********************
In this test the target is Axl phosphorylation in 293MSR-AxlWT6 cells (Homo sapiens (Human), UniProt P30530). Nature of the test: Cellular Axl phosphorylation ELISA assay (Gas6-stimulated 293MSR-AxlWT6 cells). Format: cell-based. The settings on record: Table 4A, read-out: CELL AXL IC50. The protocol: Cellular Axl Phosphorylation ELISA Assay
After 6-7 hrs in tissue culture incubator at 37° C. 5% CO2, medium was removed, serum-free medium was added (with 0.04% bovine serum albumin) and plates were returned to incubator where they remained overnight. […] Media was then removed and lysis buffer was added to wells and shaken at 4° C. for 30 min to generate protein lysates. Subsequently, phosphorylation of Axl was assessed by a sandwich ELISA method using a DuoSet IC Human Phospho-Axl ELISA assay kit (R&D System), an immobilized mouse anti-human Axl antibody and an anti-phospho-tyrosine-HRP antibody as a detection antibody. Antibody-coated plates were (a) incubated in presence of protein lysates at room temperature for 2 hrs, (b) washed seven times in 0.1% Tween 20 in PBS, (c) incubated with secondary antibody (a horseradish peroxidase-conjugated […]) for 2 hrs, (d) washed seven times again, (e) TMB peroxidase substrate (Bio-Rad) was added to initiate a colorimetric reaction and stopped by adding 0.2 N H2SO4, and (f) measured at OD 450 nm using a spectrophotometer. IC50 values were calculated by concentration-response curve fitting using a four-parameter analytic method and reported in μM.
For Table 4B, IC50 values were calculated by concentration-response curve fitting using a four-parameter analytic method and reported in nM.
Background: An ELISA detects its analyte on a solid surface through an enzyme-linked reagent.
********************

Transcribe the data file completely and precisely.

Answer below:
In this test the target is Axl phosphorylation in 293MSR-AxlWT6 cells (Homo sapiens (Human), UniProt P30530). Nature of the test: Cellular Axl phosphorylation ELISA assay (Gas6-stimulated 293MSR-AxlWT6 cells). Format: cell-based. The settings on record: Table 4A, read-out: CELL AXL IC50. The protocol: Cellular Axl Phosphorylation ELISA Assay
After 6-7 hrs in tissue culture incubator at 37° C. 5% CO2, medium was removed, serum-free medium was added (with 0.04% bovine serum albumin) and plates were returned to incubator where they remained overnight. […] Media was then removed and lysis buffer was added to wells and shaken at 4° C. for 30 min to generate protein lysates. Subsequently, phosphorylation of Axl was assessed by a sandwich ELISA method using a DuoSet IC Human Phospho-Axl ELISA assay kit (R&D System), an immobilized mouse anti-human Axl antibody and an anti-phospho-tyrosine-HRP antibody as a detection antibody. Antibody-coated plates were (a) incubated in presence of protein lysates at room temperature for 2 hrs, (b) washed seven times in 0.1% Tween 20 in PBS, (c) incubated with secondary antibody (a horseradish peroxidase-conjugated […]) for 2 hrs, (d) washed seven times again, (e) TMB peroxidase substrate (Bio-Rad) was added to initiate a colorimetric reaction and stopped by adding 0.2 N H2SO4, and (f) measured at OD 450 nm using a spectrophotometer. IC50 values were calculated by concentration-response curve fitting using a four-parameter analytic method and reported in μM.
For Table 4B, IC50 values were calculated by concentration-response curve fitting using a four-parameter analytic method and reported in nM.
Background: An ELISA detects its analyte on a solid surface through an enzyme-linked reagent.